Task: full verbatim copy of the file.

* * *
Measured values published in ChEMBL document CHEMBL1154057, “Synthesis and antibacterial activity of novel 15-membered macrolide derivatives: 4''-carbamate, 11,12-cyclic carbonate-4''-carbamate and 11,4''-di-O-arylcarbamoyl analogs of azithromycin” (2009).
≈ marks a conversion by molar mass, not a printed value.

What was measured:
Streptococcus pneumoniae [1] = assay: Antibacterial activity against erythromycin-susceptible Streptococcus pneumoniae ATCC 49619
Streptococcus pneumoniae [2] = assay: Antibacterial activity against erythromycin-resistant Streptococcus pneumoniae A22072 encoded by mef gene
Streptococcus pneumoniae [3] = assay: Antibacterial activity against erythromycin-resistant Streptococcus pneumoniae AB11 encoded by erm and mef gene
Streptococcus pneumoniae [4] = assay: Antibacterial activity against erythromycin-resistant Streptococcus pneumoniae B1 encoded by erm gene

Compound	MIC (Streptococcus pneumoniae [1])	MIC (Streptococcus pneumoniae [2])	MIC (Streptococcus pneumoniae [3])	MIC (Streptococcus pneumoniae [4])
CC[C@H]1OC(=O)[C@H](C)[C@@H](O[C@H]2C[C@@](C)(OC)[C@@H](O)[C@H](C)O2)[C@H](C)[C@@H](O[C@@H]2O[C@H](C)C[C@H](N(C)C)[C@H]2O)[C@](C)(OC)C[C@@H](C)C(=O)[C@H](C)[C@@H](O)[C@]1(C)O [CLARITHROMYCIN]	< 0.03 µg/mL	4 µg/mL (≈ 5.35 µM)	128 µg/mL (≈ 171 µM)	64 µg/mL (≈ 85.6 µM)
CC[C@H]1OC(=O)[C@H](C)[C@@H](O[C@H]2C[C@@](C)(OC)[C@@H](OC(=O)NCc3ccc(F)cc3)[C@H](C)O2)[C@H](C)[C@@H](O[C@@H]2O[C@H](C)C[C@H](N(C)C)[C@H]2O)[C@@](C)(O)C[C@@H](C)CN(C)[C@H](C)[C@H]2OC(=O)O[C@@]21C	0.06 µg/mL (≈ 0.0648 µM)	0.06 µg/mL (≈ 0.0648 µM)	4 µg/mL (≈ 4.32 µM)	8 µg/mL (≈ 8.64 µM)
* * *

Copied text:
Measured values published in ChEMBL document CHEMBL1154057, “Synthesis and antibacterial activity of novel 15-membered macrolide derivatives: 4''-carbamate, 11,12-cyclic carbonate-4''-carbamate and 11,4''-di-O-arylcarbamoyl analogs of azithromycin” (2009).
≈ marks a conversion by molar mass, not a printed value.

What was measured:
Streptococcus pneumoniae [1] = assay: Antibacterial activity against erythromycin-susceptible Streptococcus pneumoniae ATCC 49619
Streptococcus pneumoniae [2] = assay: Antibacterial activity against erythromycin-resistant Streptococcus pneumoniae A22072 encoded by mef gene
Streptococcus pneumoniae [3] = assay: Antibacterial activity against erythromycin-resistant Streptococcus pneumoniae AB11 encoded by erm and mef gene
Streptococcus pneumoniae [4] = assay: Antibacterial activity against erythromycin-resistant Streptococcus pneumoniae B1 encoded by erm gene

Compound	MIC (Streptococcus pneumoniae [1])	MIC (Streptococcus pneumoniae [2])	MIC (Streptococcus pneumoniae [3])	MIC (Streptococcus pneumoniae [4])
CC[C@H]1OC(=O)[C@H](C)[C@@H](O[C@H]2C[C@@](C)(OC)[C@@H](O)[C@H](C)O2)[C@H](C)[C@@H](O[C@@H]2O[C@H](C)C[C@H](N(C)C)[C@H]2O)[C@](C)(OC)C[C@@H](C)C(=O)[C@H](C)[C@@H](O)[C@]1(C)O [CLARITHROMYCIN]	< 0.03 µg/mL	4 µg/mL (≈ 5.35 µM)	128 µg/mL (≈ 171 µM)	64 µg/mL (≈ 85.6 µM)
CC[C@H]1OC(=O)[C@H](C)[C@@H](O[C@H]2C[C@@](C)(OC)[C@@H](OC(=O)NCc3ccc(F)cc3)[C@H](C)O2)[C@H](C)[C@@H](O[C@@H]2O[C@H](C)C[C@H](N(C)C)[C@H]2O)[C@@](C)(O)C[C@@H](C)CN(C)[C@H](C)[C@H]2OC(=O)O[C@@]21C	0.06 µg/mL (≈ 0.0648 µM)	0.06 µg/mL (≈ 0.0648 µM)	4 µg/mL (≈ 4.32 µM)	8 µg/mL (≈ 8.64 µM)